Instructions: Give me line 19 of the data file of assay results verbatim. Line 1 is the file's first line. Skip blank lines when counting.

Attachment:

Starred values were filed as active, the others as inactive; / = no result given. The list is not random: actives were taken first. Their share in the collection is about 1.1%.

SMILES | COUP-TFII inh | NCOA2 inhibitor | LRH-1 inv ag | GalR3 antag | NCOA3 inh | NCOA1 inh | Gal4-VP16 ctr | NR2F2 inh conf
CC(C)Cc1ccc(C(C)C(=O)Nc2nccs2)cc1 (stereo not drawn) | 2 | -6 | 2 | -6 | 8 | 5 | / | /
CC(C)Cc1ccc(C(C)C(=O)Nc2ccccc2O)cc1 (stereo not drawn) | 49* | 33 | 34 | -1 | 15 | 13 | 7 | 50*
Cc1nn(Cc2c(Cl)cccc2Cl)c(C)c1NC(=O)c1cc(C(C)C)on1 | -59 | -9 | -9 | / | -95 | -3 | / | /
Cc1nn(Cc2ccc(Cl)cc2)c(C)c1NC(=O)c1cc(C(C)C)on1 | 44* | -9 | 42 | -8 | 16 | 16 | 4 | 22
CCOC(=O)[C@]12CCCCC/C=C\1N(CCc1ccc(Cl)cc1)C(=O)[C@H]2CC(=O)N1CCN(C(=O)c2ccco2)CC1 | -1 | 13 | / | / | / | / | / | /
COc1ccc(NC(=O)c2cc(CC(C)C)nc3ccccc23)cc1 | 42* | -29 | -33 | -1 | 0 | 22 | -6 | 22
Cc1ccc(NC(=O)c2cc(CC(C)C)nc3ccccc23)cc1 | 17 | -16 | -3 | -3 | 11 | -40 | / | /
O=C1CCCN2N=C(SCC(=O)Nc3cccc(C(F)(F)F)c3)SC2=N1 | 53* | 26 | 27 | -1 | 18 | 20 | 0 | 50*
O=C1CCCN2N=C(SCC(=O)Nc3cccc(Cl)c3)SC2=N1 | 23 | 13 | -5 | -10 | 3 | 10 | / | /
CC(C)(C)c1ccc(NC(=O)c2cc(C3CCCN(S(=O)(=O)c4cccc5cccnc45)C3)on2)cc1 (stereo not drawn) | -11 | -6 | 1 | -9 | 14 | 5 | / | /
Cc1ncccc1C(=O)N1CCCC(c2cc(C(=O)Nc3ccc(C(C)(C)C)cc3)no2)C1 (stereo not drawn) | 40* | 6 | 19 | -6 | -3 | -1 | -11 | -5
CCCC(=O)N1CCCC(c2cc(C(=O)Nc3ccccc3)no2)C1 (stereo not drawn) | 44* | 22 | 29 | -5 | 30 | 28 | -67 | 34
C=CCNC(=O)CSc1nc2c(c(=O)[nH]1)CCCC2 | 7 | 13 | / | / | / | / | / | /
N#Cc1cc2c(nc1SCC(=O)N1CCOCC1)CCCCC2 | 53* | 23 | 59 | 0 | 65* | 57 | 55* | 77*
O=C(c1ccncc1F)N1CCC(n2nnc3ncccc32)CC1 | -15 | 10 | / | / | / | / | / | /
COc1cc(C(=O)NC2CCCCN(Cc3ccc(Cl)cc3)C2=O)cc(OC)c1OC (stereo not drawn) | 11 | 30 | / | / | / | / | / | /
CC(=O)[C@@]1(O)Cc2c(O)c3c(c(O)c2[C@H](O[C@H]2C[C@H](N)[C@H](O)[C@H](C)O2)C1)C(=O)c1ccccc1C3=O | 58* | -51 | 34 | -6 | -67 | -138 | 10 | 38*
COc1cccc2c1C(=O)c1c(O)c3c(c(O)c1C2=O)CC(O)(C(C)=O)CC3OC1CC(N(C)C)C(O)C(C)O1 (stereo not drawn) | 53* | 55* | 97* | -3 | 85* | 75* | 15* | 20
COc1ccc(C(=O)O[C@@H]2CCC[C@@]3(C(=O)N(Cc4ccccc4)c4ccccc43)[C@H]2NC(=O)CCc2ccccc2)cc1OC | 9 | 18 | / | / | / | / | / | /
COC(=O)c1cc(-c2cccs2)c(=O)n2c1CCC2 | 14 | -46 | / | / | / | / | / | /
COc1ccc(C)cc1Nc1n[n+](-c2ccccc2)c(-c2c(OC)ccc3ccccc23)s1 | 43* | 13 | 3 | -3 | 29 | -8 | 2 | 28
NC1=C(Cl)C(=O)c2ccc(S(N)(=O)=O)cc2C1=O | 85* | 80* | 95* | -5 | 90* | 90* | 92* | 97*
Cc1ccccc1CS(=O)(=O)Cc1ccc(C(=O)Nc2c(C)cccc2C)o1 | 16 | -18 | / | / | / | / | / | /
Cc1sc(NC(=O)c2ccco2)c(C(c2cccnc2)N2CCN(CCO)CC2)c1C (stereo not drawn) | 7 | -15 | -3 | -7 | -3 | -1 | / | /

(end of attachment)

CC(=O)[C@@]1(O)Cc2c(O)c3c(c(O)c2[C@H](O[C@H]2C[C@H](N)[C@H](O)[C@H](C)O2)C1)C(=O)c1ccccc1C3=O | 58* | -51 | 34 | -6 | -67 | -138 | 10 | 38*